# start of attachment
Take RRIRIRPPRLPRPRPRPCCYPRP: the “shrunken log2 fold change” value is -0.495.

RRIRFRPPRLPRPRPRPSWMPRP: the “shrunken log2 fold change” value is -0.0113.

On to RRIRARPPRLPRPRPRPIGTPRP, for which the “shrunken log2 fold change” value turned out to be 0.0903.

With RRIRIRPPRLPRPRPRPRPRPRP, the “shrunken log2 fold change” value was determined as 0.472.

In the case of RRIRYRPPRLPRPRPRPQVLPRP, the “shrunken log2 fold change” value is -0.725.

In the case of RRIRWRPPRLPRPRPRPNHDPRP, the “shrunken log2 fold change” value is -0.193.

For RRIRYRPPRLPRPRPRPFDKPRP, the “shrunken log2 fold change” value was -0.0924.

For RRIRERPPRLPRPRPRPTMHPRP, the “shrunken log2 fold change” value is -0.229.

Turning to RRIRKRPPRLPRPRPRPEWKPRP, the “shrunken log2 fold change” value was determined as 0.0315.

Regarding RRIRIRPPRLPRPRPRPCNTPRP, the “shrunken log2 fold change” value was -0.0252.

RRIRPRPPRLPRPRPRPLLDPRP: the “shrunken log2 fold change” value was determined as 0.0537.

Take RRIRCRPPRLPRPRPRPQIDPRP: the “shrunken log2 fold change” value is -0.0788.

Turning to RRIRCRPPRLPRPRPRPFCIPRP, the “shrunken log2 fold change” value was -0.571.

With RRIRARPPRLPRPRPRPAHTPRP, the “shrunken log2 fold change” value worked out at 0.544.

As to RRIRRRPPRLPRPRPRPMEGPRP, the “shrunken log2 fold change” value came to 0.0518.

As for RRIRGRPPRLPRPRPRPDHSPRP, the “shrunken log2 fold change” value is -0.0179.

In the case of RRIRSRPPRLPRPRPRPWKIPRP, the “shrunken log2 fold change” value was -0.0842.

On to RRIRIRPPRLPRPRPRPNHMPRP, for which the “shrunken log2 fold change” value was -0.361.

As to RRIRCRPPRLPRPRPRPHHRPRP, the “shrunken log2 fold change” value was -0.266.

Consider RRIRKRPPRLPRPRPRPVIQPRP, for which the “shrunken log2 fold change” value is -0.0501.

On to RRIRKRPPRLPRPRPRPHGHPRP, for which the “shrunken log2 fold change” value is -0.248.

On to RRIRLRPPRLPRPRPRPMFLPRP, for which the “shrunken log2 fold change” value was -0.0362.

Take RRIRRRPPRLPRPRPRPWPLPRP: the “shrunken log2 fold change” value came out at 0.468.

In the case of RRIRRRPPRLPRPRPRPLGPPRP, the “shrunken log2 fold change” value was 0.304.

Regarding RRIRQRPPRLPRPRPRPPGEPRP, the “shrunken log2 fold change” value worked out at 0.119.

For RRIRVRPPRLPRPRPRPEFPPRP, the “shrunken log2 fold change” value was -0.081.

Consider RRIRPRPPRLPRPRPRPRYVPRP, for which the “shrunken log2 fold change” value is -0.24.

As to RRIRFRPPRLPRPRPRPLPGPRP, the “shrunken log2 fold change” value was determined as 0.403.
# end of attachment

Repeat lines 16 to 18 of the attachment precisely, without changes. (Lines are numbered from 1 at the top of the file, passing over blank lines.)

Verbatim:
As for RRIRGRPPRLPRPRPRPDHSPRP, the “shrunken log2 fold change” value is -0.0179.

In the case of RRIRSRPPRLPRPRPRPWKIPRP, the “shrunken log2 fold change” value was -0.0842.

On to RRIRIRPPRLPRPRPRPNHMPRP, for which the “shrunken log2 fold change” value was -0.361.